by Janine C. Grant
During my recent visit to Berlin, I felt the city’s pulse, and it thumped a steady beat of art. It seems you cannot go anywhere in Berlin and not come across a museum, gallery, or outdoor market brimming with artists selling their handcrafted wares. Prices are tailored for the starving non-nine-to-fivers, restaurants serve breakfast till four pm, and historic buildings have been transformed into artist sanctuaries.
The Kunstraum Kreuzberg/Bethanien serves as a prime example. A hospital built in 1847 now functions as an exhibition and studio space for contemporary art. At almost five thousand square feet with over 200 metres of wall surface, the building houses BBK Berlin printing studio, artist studios, project spaces for exhibitions and theatre and dance, as well as much more. They produce six exhibitions a year and focus on current social and cultural issues that have particular local relevance. Journey to Jerusalem: Artistic Positions Between Religion, Tradition and Taboo is a multi-artist collaboration that addresses these themes.
As I walked to the gallery through the area of Kreuzberg, I was struck by the beautiful architecture and joie de vivre of the people. We arrived at the far end of the hospital and headed through halls painted in bubble-gum-colour-graffiti-style-art, our voices echoed off the walls behind us. The exhibit, once within, was a stark contrast. I first encountered Islamic Chapel (2006) by Nezaket Ekici. Eerily quiet, a fragile structure that resembled a Christian place of worship was lit from within, making Koranic verses cut out of black fabric glow from without. In the next hallway were crisp, life-size photographs of people wearing traditional religious clothing with faces of resignation. In one image, a young boy, frail and white, holds a raw heart against his chest crossed with thin ribbons of white lace, traces of blood on his fingers.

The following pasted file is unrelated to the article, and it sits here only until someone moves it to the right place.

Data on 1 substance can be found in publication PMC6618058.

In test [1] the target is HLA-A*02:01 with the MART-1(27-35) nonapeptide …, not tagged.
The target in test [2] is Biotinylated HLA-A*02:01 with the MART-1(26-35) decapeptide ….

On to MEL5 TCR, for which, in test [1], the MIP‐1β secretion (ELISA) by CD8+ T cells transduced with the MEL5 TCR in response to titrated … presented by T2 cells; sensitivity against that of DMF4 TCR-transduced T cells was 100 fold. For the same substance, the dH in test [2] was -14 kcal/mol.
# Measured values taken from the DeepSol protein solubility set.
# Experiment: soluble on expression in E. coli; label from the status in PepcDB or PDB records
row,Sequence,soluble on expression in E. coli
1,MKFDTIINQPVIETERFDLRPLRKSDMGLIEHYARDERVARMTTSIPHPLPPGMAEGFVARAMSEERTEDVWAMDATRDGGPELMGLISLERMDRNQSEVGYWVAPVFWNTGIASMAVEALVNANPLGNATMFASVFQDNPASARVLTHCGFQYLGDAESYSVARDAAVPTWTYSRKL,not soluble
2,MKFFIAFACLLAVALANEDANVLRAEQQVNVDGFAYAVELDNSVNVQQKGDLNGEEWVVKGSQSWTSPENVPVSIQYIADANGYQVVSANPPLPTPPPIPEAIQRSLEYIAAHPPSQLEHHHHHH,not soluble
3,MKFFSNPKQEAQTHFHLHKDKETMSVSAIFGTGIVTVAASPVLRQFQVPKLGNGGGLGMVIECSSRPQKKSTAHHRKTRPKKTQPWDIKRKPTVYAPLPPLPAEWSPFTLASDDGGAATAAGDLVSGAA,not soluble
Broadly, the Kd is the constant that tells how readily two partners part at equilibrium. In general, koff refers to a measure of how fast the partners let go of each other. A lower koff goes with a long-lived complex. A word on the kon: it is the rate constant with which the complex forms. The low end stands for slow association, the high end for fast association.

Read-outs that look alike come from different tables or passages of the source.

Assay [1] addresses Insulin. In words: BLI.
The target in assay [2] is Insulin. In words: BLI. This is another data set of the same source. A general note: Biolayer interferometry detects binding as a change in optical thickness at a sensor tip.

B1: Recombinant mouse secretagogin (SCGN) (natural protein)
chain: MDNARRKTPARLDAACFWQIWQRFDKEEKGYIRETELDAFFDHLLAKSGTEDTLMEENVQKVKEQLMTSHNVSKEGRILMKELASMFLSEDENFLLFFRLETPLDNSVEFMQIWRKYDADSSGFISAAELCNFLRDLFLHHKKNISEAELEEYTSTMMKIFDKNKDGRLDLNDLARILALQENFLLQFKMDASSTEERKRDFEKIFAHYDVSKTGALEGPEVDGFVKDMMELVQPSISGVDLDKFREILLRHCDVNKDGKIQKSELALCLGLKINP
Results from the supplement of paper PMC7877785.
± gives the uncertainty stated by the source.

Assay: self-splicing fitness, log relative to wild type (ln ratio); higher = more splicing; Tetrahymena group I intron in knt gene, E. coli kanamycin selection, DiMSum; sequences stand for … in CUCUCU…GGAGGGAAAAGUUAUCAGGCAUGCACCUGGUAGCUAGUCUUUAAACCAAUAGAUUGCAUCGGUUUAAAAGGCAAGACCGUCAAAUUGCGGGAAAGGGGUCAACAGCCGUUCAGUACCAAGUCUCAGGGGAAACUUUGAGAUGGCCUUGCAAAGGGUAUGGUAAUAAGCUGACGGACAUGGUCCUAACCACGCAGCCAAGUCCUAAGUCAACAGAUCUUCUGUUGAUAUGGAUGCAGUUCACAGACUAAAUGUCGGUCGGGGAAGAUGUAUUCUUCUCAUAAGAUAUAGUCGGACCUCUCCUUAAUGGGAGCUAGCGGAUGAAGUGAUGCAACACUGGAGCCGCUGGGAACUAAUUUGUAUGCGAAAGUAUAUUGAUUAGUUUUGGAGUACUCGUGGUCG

Madonna with Child (2009) by Rabi Georges
Each room held photographs, paintings, video or installation, and brought together ten different Berlin-based artists who practice or are influenced by the three major monotheistic religions: Islam, Judaism and Christianity. The exhibit wished to engage in an inter-religious dialogue, highlighting the conflict and coexistence of religions.
Painting by Yury Karchenko
When I left the exhibit, walking the same streets back to the U-Bahn station, I noticed not the buildings but the non-German graffiti scrawled upon it. I noticed not the cafés but the people within them. The exhibit brought to my attention another aspect of Berlin, one where peoples of different backgrounds and different religions live together. Kreuzberg came to life in a different way for me; one that involved the underlying interplay found in every city. The artists tapped into a second pulse of the city, a deeper one of multiculturalism, religion, immigration, and strife.
Journey to Jerusalem: Artistic Positions Between Religion, Tradition and Taboo is curated by Stéphane Bauer at Kunstraum Kreuzberg/Bethanien. For more information, go to: http://www.kunstraumkreuzberg.de/start.html